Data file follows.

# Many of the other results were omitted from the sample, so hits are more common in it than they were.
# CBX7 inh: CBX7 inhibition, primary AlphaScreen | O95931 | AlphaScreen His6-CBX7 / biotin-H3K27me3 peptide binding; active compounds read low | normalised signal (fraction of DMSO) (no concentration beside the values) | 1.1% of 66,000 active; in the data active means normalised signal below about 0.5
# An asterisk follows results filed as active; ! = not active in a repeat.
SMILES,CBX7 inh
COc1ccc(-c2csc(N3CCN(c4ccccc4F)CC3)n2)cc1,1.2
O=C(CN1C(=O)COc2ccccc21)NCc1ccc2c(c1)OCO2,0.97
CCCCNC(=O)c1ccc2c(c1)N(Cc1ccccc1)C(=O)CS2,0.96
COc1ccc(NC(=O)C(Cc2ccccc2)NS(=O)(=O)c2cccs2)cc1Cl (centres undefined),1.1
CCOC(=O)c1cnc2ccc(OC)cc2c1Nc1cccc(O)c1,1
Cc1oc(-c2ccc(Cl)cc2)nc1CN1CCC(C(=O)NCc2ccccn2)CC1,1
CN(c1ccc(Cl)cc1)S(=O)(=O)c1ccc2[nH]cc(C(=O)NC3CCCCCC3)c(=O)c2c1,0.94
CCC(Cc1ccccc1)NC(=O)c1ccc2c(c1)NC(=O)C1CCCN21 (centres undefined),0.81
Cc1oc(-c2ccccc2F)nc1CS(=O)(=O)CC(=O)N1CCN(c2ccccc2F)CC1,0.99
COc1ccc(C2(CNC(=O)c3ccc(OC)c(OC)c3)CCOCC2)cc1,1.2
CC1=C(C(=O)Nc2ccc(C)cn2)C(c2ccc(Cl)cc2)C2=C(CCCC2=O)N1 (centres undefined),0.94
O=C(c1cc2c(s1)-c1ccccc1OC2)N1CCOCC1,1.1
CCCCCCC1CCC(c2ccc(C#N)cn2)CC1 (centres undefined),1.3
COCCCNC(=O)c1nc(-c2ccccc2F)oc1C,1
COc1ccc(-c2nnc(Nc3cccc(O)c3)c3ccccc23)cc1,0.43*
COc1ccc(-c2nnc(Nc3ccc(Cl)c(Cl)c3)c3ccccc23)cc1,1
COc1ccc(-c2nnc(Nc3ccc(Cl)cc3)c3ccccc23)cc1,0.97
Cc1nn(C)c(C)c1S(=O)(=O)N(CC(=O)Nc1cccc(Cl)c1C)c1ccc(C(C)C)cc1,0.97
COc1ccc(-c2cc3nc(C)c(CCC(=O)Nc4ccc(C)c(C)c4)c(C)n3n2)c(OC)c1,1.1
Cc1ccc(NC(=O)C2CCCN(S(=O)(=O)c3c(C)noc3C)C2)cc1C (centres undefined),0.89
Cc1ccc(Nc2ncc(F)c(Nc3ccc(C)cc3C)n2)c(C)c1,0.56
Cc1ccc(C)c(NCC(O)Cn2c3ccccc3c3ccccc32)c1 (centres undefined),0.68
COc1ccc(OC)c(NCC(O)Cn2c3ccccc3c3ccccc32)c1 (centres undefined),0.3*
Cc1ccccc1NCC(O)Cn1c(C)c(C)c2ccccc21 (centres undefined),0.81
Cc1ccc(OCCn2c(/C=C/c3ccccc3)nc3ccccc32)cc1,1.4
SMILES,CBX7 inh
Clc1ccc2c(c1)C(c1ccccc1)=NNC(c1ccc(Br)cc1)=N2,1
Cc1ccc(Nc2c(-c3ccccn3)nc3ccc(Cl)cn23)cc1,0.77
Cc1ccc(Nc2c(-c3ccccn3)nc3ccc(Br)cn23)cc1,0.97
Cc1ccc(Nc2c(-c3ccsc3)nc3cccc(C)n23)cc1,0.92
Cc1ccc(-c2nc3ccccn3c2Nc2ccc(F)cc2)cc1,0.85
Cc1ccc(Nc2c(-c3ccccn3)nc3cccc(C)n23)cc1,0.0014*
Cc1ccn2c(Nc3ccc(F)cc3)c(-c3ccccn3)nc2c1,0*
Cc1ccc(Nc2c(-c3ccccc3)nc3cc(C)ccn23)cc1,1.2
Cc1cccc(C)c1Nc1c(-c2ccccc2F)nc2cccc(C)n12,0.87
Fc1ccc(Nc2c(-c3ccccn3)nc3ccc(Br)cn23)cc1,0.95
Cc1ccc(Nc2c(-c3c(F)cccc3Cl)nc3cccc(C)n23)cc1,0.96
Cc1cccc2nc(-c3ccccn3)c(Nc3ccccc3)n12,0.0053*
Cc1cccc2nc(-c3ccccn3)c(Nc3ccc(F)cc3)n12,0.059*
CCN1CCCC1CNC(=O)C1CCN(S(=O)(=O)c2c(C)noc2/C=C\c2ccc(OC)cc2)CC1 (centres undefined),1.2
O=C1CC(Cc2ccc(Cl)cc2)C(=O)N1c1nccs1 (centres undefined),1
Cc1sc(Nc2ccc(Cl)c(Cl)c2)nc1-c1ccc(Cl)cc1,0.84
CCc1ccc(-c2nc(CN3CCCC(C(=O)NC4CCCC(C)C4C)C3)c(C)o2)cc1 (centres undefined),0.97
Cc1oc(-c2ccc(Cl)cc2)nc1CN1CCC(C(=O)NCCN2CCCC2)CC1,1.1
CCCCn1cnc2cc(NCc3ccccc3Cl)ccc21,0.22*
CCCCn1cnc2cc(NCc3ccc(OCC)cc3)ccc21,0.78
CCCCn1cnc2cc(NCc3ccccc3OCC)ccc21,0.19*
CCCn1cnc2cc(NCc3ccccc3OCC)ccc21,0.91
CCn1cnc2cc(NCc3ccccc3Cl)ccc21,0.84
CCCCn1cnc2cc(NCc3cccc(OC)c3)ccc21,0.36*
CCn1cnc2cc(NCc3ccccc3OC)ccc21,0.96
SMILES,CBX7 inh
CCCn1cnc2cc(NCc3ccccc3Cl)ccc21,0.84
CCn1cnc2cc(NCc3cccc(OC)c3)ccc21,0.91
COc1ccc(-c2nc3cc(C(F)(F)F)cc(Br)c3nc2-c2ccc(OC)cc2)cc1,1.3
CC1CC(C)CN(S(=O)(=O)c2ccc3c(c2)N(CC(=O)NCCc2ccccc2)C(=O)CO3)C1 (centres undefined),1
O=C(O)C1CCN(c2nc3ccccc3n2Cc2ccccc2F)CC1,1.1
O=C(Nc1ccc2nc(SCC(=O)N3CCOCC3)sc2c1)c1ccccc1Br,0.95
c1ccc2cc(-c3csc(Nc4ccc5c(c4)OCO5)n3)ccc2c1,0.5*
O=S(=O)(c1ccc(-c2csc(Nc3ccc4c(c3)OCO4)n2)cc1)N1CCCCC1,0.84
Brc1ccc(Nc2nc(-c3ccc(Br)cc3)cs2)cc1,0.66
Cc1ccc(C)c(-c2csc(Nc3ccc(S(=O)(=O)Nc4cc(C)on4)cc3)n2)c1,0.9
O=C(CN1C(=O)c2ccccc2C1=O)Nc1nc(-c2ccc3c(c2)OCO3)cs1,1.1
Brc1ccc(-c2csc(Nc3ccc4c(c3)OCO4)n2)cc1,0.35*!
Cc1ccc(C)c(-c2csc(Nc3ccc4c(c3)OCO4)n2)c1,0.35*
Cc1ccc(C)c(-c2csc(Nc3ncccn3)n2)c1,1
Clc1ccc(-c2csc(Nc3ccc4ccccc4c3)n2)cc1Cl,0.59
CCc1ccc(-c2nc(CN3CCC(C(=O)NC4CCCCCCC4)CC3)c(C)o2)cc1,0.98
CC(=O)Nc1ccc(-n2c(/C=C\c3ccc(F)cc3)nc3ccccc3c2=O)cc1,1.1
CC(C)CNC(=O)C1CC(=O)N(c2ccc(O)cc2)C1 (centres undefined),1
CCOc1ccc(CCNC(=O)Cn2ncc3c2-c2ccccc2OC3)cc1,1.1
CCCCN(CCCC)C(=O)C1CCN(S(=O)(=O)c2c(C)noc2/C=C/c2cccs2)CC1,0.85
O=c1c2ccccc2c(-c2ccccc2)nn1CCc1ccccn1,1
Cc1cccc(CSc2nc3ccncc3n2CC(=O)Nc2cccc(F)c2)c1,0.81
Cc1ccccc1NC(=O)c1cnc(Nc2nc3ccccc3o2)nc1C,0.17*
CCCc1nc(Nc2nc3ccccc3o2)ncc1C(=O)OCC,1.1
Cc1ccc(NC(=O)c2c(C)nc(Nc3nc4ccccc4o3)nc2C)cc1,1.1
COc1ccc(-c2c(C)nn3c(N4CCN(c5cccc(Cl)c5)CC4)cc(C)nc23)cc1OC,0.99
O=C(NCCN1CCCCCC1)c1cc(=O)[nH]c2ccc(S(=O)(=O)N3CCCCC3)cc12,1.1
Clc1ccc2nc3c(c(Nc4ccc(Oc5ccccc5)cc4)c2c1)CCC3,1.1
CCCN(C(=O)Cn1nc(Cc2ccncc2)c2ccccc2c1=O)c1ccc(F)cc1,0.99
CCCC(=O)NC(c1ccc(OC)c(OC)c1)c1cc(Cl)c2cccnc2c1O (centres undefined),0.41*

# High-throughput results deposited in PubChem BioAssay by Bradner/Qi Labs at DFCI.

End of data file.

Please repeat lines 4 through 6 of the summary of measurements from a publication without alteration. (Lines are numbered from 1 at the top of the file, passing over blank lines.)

SMILES,CBX7 inh
COc1ccc(-c2csc(N3CCN(c4ccccc4F)CC3)n2)cc1,1.2
O=C(CN1C(=O)COc2ccccc21)NCc1ccc2c(c1)OCO2,0.97